What defines a local bar? For some, it’s the neighborhood bar, a watering hole one can walk a block from their house or apartment and be there. For others, it might be a place near the office where a drink can be had before heading home for the evening.
For me, someone who works in the downtown core of Memphis but lives in the epitome of suburbia 40 minutes away, I find my neighborhood bar is a mix of after-work watering holes and pregame pubs. A relatively new bar in Downtown Memphis, South of Beale, has become my go-to spot for after-work drinks, pre-event cocktails, pregame drinks and postgame nightcaps.
As a season ticket holder to University of Memphis basketball games and the Broadway season at The Orpheum Theatre, not to mention a Downtown worker, I have more than enough reasons to have a neighborhood bar there. My neighborhood bar doesn’t need to be near my house. My friends and I frequent South of Beale before Tigers games, sometimes afterwards and I expect my wife and I will stop in before we head to shows at The Orpheum this spring.
South of Beale bills itself as a gastropub, a bar that serves good drinks AND good food, not just drinks and a smattering of pub food. The concept of the gastropub can be the topic of another post, but trust me, the food is great.
I ended up at South of Beale after today’s Tigers game against Gonzaga, but we decided to try another neighborhood bar for pregame activities. Bardog Tavern is also a relatively new establishment. It has the look, feel and character of a hole-in-the-wall neighborhood drinking establishment. It is, in fact, a neighborhood bar of sorts. It seems the bar is always packed when I visit, no matter the time of day. We were lucky enough to have owner, Aldo DeMartino, stop by and have a drink with us before my friend Dave and I walked over to FedExForum for the game.
Aldo, a New Jersey native who lived in New York for 15 years before coming to Memphis, has built a gem of a place in a residential and business district of Downtown. He confirmed our suspicions that many of the people at the crowded bar today were indeed locals. Last week, in fact, when Memphis was slammed with an ice storm, he said it was one of the bar’s busiest nights on record, and it was nothing but locals. To me, that’s the epitome of a local bar.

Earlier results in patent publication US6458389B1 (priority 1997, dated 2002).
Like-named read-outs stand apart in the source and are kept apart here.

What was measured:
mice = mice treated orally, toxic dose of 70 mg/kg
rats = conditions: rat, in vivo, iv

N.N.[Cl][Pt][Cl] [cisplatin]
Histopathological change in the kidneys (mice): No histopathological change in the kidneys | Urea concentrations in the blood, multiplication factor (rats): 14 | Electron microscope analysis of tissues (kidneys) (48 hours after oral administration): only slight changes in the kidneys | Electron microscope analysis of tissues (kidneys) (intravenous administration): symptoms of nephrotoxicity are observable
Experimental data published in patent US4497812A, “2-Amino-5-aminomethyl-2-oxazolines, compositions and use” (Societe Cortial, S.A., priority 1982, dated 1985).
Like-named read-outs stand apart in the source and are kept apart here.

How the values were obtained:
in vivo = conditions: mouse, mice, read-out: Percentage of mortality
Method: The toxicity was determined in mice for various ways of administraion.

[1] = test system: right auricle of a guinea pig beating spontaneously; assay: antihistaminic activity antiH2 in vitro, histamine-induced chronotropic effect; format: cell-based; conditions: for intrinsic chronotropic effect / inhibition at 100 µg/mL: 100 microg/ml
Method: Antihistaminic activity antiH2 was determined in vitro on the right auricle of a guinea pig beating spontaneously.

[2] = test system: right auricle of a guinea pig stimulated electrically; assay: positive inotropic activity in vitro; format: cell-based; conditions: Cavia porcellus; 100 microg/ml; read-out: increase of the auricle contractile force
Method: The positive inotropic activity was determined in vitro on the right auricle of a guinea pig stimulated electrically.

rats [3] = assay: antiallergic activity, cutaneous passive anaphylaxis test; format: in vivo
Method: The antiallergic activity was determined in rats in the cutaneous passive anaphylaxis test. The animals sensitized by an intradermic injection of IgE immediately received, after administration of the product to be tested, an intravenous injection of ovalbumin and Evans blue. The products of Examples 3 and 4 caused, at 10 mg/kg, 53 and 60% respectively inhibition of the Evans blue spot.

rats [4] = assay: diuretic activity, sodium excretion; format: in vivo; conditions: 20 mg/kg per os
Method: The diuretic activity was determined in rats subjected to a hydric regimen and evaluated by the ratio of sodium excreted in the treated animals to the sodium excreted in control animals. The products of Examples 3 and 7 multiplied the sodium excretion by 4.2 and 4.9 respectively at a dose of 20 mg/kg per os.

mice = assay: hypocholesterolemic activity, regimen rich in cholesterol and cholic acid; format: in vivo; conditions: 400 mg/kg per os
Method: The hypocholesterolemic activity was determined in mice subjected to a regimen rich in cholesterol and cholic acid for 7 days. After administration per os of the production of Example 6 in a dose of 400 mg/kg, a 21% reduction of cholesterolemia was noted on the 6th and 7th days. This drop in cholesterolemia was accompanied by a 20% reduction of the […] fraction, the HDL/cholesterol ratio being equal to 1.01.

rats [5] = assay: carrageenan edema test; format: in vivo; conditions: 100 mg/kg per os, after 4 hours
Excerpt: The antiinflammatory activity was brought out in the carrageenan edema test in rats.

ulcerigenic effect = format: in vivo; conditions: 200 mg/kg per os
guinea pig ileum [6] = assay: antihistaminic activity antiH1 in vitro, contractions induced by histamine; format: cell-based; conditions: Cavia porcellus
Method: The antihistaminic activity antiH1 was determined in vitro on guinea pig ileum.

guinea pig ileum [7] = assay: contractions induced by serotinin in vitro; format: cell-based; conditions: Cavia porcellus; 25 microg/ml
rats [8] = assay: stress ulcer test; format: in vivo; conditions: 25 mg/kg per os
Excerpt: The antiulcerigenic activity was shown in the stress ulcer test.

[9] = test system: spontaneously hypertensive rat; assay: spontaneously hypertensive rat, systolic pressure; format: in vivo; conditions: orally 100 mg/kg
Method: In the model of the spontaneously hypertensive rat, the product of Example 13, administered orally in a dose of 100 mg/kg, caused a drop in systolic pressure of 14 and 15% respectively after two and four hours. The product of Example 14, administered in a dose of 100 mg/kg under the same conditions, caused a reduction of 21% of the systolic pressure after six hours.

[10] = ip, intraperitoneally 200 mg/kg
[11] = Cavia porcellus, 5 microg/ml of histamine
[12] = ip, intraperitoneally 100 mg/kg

When I travel, even if it’s just for a day, I like to find what I consider a local bar. When in New York City last summer, it was Blind Tiger on Bleecker Street in the West Village. This place, while it had some tourists and a bit of the college crowd nestled up to the bar, to me it was local to the core. It was a smaller place, where the bartenders seemed to know the patrons. I stumbled upon the place on a Friday afternoon. After 30 minutes there, the bartender/owner enthusiastically greeted my wife when she soon joined me. The guy next to me was buying us drinks. And by the next day, not only did the bartender remember me, his coworkers who had not met me before were greeting me like an old friend.
There are plenty of other examples of bars from my travels that I feel – if I lived there – could become a neighborhood bar for me: Brooklyn’s Bar Great Harry, Keg & Barrel in Hattiesburg, Miss., Kilkenny’s Irish Pub in Tulsa, Okla., Elevator Brewery in Columbus, Ohio, The Ginger Man in Dallas and The Fat Cat in Norwich, England. There are several I can’t even remember and can’t possibly Google because they were so small: the tiny bar in the first floor of an apartment building near the Philadelphia Art Museum, the bar with 10 taps of beers I had never heard of near Harvard in Cambridge, Mass., and the little place with pool tables, a couple of dart boards and too much University of Alabama stuff in Atlanta.
I might not live near a neighborhood bar “where everyone knows your name,” but if I can stumble upon one on my travels, it’s just the icing on the cake.